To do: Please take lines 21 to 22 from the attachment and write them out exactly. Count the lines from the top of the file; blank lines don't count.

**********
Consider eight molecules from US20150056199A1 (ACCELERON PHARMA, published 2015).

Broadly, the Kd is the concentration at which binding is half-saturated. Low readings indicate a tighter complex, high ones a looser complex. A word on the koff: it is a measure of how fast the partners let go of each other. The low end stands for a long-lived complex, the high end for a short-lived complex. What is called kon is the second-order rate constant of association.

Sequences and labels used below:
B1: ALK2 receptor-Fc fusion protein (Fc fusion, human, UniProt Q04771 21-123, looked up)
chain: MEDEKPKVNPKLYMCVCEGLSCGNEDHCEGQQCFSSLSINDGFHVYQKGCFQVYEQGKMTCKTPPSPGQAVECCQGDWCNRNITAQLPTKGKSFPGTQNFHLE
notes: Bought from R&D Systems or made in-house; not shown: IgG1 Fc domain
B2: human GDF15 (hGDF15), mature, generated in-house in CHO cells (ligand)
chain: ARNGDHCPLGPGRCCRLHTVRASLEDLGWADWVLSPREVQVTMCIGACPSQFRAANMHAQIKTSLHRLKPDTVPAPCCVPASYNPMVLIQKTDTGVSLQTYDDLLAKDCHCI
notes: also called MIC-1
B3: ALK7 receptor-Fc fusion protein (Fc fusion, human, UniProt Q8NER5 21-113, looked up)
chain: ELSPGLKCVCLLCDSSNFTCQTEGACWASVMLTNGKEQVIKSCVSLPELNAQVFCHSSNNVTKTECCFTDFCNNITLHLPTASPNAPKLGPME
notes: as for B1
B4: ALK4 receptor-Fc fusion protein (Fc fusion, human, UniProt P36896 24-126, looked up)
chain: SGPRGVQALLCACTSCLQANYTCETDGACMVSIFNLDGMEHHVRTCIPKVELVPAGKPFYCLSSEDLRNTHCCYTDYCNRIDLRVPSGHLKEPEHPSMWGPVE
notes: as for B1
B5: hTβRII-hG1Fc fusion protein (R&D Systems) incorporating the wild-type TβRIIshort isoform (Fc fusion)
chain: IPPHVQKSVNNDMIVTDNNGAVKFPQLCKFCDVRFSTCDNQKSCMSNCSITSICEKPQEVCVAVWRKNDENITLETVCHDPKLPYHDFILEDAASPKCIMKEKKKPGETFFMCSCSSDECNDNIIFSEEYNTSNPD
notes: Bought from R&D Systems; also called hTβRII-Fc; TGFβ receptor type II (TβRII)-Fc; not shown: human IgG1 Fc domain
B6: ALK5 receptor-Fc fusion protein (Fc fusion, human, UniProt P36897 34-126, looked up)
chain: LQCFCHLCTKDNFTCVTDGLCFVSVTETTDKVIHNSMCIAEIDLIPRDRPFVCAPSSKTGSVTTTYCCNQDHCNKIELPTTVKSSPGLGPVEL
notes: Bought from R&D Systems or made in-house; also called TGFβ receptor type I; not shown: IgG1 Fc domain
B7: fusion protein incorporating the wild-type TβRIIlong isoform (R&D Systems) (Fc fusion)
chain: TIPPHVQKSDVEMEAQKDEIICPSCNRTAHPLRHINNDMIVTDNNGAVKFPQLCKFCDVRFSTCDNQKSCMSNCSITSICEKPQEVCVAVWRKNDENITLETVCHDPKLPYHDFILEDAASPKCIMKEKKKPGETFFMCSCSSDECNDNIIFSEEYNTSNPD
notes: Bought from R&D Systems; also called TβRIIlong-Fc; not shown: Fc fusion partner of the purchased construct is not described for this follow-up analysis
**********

notes: Bought from R&D Systems or made in-house; also called TGFβ receptor type I; not shown: IgG1 Fc domain
B7: fusion protein incorporating the wild-type TβRIIlong isoform (R&D Systems) (Fc fusion)